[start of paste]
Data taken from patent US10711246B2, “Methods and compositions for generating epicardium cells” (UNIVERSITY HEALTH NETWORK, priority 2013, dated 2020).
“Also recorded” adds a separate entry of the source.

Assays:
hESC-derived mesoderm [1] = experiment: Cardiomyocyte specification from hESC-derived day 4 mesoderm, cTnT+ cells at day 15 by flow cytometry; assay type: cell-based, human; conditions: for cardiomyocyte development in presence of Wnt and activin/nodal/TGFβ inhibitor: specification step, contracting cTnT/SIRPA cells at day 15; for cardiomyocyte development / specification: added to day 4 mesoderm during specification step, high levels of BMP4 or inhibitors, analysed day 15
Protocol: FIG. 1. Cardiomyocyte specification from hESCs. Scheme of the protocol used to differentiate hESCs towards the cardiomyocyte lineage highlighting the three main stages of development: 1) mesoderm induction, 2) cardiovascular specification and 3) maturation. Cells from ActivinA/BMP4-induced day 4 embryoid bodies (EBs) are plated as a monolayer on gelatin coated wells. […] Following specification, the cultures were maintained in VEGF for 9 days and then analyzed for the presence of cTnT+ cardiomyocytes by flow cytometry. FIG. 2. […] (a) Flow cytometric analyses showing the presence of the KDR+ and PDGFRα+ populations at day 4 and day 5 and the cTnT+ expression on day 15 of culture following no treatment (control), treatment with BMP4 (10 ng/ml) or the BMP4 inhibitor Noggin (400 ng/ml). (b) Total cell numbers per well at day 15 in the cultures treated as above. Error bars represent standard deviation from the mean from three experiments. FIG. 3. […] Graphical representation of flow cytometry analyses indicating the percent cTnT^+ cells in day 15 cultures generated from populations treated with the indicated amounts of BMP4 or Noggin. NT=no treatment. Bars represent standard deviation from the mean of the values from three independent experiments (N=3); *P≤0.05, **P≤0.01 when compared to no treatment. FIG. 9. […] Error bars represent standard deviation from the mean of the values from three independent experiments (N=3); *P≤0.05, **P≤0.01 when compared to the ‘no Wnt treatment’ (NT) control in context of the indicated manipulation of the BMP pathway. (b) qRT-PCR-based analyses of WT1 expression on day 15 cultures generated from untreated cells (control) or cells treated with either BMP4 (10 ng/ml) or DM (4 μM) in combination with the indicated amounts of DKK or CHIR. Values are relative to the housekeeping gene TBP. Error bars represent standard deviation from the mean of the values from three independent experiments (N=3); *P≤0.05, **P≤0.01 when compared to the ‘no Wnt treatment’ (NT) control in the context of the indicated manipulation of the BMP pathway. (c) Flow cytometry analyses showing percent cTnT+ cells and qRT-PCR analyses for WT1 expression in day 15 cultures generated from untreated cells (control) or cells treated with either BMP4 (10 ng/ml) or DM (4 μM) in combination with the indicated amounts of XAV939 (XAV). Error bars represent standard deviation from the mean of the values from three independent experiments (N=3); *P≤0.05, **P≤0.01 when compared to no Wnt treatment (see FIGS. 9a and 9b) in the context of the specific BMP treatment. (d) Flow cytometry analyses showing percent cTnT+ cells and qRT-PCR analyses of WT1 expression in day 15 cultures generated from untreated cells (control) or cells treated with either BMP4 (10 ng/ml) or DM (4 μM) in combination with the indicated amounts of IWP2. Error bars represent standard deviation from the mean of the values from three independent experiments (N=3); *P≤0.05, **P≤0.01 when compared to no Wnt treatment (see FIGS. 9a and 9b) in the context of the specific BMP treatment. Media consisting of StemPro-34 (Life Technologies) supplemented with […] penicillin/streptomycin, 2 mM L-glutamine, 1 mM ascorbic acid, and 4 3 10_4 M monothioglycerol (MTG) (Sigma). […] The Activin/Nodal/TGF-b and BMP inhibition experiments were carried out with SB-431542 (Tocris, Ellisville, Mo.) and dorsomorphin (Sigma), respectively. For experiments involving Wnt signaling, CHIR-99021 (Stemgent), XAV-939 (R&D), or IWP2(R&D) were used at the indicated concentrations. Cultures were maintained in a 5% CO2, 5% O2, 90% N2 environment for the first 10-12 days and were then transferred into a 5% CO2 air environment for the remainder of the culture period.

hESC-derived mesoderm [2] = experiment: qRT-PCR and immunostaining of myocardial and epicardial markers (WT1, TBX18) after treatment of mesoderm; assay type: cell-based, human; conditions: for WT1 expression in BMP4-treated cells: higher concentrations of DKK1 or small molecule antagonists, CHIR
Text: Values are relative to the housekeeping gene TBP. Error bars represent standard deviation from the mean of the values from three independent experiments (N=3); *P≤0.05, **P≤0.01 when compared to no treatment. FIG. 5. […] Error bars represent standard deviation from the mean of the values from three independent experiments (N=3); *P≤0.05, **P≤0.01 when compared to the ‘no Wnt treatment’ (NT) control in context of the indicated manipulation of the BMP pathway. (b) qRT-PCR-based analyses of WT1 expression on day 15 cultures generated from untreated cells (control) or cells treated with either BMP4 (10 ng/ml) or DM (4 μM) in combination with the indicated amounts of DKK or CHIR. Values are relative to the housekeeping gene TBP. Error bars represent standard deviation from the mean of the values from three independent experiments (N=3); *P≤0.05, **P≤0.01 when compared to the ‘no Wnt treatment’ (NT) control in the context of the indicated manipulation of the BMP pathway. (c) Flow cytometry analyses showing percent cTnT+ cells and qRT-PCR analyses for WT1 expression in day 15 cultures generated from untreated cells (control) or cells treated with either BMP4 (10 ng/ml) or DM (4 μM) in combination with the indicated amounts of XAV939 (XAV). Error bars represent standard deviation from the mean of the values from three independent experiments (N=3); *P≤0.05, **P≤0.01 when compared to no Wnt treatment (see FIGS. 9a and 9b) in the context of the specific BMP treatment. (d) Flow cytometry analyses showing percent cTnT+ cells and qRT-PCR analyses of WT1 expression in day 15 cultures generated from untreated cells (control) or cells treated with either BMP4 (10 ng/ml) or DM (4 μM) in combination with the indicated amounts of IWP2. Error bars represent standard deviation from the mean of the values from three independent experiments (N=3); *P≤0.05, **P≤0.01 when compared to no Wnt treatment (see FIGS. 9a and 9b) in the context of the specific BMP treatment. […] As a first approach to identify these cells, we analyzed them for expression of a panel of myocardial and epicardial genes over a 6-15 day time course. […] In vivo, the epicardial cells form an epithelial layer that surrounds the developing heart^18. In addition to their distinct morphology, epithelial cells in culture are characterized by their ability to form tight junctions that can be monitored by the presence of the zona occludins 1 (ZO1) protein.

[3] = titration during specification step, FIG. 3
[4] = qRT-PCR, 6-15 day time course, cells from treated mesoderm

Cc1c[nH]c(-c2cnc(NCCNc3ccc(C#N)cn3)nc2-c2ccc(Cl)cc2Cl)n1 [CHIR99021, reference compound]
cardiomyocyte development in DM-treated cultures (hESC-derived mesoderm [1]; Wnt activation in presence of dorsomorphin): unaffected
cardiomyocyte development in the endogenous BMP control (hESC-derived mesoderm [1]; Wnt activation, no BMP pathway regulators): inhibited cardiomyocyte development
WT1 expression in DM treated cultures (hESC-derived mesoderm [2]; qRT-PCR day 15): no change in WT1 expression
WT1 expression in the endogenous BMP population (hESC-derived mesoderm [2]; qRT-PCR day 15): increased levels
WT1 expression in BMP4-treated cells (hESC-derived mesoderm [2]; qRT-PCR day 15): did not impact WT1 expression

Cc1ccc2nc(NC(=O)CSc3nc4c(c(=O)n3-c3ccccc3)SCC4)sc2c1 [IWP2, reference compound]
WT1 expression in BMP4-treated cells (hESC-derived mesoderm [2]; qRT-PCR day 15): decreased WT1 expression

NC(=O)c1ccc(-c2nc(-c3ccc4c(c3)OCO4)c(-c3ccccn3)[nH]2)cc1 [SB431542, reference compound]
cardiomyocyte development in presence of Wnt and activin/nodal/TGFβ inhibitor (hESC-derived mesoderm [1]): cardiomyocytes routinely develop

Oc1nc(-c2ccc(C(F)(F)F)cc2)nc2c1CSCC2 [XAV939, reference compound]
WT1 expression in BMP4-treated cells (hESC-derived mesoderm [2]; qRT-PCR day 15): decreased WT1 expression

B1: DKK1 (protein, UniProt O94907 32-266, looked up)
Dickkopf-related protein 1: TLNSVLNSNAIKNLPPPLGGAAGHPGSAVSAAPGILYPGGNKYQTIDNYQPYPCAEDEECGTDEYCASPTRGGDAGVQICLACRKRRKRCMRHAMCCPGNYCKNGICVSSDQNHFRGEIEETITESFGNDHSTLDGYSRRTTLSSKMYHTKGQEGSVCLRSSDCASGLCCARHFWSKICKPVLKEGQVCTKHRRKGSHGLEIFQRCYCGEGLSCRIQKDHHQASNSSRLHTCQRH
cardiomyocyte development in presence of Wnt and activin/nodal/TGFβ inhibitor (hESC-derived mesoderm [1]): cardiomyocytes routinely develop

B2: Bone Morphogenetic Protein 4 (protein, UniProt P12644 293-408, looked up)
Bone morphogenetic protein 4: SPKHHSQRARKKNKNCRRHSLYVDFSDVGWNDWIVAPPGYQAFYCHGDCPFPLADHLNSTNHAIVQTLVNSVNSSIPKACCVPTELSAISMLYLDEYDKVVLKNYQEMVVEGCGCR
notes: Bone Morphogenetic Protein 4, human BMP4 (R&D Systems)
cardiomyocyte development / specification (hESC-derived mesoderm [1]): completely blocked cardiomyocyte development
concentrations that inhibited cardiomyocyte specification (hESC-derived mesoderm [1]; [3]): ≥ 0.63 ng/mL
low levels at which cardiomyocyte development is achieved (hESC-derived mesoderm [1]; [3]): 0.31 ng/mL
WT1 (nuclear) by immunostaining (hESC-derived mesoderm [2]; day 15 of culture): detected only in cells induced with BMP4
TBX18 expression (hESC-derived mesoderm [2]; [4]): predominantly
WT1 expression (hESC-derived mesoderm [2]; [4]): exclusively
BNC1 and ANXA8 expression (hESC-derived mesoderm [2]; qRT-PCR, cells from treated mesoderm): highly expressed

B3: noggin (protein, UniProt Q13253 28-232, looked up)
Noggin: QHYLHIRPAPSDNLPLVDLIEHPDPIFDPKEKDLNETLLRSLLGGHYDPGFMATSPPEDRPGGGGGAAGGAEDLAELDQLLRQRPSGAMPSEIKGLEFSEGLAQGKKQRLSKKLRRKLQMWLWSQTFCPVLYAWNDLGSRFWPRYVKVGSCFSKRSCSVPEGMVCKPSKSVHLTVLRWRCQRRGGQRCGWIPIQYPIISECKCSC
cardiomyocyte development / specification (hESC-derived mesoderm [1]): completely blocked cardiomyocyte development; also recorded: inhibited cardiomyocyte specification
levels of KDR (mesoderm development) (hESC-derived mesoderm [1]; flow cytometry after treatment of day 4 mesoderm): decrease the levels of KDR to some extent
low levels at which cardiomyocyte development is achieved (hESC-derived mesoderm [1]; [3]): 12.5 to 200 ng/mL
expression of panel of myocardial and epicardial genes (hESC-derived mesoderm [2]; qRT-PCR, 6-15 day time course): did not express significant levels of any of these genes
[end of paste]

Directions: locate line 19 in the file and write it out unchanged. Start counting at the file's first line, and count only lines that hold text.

cardiomyocyte development in presence of Wnt and activin/nodal/TGFβ inhibitor (hESC-derived mesoderm [1]): cardiomyocytes routinely develop